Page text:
Glasgow Life is searching for 23 imaginative artists with the vision and skill to help local communities reap the life-enhancing benefits of creative activity.

Choreographers, writers, dramatists, filmmakers, musicians, photographers and others are being invited to apply to become artists in residence, as the second phase of Glasgow’s ambitious Creative Communities programme gets underway.

The organisers hope to encourage practitioners from a wide range of art forms, from painting to embroidery, from Gaelic singing to hip hop or Bhangra … and everything in between.

Creative Communities – Artists In Residence aims to give Glaswegians from diverse backgrounds, the opportunity to get creative within their local area. Set up following a 2018 Culture Summit, when Glasgow City Council pledged to employ “an artist in residence in every community”, this £400,000 council-funded programme is being delivered by Glasgow Life, the council-linked charity responsible for culture and sport.

The programme kicked off last year, with a preliminary consultation that saw 23 artists and arts organisations each spending three months immersed in one of Glasgow’s 23 wards.

Coming from a wide range of disciplines, those artists used craft, music, drama and a myriad of other techniques to engage with community groups and individuals. In the process, they generated important conversations about what local people wanted from the programme.

In the Linn ward, people from Castlemilk and Carmunnock worked with a textile artist to create a huge “ideal shopping list”, embroidering and inking their aspirations for their neighbourhood onto a large piece of cloth.

Creative photography workshops in Shettleston allowed young people to compare images of the area’s past and present, and to think about its heritage and future needs.

In Dennistoun, residents worked with a theatre-maker to create musical playlists which expressed their wishes for their home area. On the south side, people shared local stories and knowledge through a community-based snakes and ladders game. And so on across the remaining 19 wards, where artists used film, storytelling and various other means to consult imaginatively with communities.

Now that creative listening exercise is complete, Glasgow Life wants to go further in helping local people to unleash their creative potential, by appointing 23 artists in residence: one in each council ward area.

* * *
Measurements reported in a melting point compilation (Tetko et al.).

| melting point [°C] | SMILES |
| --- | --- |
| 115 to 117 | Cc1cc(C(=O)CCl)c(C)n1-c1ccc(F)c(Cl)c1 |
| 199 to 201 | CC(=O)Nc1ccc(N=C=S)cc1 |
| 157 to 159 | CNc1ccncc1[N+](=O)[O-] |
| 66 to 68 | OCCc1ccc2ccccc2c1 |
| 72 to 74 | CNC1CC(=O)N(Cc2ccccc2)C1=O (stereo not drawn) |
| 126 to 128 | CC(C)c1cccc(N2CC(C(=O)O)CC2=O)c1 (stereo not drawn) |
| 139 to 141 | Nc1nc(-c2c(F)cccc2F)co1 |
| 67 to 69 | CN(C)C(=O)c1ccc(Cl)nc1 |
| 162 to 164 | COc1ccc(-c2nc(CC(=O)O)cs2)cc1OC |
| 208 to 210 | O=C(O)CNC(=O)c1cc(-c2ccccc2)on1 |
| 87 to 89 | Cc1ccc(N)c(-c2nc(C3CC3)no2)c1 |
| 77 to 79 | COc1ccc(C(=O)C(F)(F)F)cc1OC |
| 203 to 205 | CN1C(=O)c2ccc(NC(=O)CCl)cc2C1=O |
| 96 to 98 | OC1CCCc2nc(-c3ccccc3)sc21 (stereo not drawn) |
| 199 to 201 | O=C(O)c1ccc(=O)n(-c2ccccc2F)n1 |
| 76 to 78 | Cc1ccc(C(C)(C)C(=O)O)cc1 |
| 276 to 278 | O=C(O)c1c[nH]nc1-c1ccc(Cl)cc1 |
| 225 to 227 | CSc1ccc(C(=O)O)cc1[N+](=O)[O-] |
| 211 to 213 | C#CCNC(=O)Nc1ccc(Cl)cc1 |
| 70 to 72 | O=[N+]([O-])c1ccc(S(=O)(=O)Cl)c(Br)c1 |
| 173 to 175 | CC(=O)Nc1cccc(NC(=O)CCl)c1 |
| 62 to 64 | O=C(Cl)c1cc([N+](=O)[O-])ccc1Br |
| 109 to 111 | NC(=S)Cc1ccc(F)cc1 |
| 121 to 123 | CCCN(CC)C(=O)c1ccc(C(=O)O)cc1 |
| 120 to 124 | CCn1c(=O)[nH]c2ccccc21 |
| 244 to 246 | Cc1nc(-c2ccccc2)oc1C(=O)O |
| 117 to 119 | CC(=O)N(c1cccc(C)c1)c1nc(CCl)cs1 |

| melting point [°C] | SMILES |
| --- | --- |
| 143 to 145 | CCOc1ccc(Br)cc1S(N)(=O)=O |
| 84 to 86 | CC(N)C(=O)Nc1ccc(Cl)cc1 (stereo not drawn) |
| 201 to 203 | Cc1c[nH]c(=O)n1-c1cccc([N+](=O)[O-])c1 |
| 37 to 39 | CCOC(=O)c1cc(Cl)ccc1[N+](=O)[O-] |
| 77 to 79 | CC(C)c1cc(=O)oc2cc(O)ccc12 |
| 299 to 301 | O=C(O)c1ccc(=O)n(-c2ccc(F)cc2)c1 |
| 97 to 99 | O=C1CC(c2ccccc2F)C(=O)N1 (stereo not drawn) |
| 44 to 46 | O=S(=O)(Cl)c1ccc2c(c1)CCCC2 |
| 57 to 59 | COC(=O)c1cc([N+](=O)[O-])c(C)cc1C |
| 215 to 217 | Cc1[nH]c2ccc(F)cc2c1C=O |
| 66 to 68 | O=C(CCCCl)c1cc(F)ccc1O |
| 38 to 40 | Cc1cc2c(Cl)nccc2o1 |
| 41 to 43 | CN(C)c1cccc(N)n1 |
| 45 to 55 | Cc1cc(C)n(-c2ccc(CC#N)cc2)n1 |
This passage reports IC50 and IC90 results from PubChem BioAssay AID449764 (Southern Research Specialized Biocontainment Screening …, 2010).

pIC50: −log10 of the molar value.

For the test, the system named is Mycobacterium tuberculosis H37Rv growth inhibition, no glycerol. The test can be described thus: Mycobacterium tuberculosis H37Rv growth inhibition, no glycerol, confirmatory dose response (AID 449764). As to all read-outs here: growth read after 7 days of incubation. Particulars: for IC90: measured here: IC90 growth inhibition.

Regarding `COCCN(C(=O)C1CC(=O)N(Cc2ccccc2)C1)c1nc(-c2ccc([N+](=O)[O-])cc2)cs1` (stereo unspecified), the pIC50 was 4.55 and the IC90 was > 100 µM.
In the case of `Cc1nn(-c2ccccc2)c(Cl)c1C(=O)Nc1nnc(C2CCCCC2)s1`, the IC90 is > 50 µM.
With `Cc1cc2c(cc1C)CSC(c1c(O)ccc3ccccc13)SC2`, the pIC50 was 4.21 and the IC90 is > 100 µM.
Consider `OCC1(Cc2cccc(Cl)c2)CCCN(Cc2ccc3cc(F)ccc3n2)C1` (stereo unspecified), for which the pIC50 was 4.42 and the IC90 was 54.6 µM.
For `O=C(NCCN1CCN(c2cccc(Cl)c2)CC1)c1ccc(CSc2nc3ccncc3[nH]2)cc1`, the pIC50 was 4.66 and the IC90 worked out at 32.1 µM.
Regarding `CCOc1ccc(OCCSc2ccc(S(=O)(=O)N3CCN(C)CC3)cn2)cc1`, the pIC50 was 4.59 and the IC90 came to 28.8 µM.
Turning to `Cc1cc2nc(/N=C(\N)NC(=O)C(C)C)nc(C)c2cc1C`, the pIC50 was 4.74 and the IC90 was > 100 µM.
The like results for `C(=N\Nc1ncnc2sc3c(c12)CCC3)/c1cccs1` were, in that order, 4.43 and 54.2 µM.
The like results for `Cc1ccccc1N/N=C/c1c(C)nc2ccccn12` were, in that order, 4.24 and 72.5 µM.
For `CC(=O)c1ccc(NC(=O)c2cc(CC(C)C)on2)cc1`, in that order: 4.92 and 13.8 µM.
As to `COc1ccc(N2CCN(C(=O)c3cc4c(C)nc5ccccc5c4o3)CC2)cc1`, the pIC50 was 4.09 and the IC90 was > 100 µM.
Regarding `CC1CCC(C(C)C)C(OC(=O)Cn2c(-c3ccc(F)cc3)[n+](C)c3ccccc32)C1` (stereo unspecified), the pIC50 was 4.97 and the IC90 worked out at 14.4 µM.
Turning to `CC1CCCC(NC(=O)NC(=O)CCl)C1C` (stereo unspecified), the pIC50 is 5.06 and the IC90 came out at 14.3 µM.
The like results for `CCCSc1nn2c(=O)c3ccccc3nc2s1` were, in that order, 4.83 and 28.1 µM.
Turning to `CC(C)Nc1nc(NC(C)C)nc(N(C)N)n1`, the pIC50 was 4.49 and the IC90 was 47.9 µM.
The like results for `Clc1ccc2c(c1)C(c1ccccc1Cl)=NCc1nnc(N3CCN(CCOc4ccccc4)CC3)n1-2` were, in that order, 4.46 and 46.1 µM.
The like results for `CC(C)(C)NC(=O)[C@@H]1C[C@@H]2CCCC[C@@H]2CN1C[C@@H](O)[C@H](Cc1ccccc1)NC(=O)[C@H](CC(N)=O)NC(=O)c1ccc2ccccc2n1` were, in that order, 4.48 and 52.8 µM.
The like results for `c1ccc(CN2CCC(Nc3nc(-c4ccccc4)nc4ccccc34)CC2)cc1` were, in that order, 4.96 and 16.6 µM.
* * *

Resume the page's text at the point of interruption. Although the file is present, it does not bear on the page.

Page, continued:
Each will spend six months working within a community, building on the responses and recommendations gathered during phase one to foster creative involvement. Schoolchildren, people from diverse cultural backgrounds and abilities, as well as those who lack opportunity to participate or engage in the arts, are among those expected to benefit.

The aim is to create meaningful artworks and activities that are in tune with local needs and which positively enhance the lives of people living in those communities. It’s expected that some of the works will reflect important moments in the city – from community gala days to major events such as COP26 – the 2020 United Nations Climate Change Conference, which takes place in Glasgow in November.

Glasgow Life has issued an open call to artists or arts organisations. Applicants must be based in Scotland and emerging artists, as well as highly experienced practitioners, are invited to apply, and the programme is open to individuals and groups from a wide range of artistic disciplines.

“Successful applicants will be expected to build on the community recommendations that were generated during phase one of the programme,” explains Councillor David McDonald, chair of Glasgow Life and Depute Leader of Glasgow City Council.

“Working in collaboration with local community groups and individuals, they will facilitate the creation of dynamic and imaginative artistic activities that enhance the life of each community.”

He adds: “It is well known that involvement in the arts enriches people’s lives and can boost health and wellbeing. That’s why we at Glasgow Life are determined to extend opportunities for creative engagement to as many people as possible.

“Our Creative Communities programme is designed to do exactly that, and the achievements of local people and artists during the first phase were impressive. I’m really looking forward to watching that creative potential being extended during phase two. I have no doubt that the results will be surprising, and inspiring.”

The Open Call comes at the start of a year during which Glasgow’s 25-year Culture Plan will be finalised and published. The six-month residencies – which are expected to run from April to November 2020 – will each be backed by a £12,000 fee, plus support for materials. Artists are being invited to submit proposals for a specific area, and to explain how the fee would be used.

Full application details are available at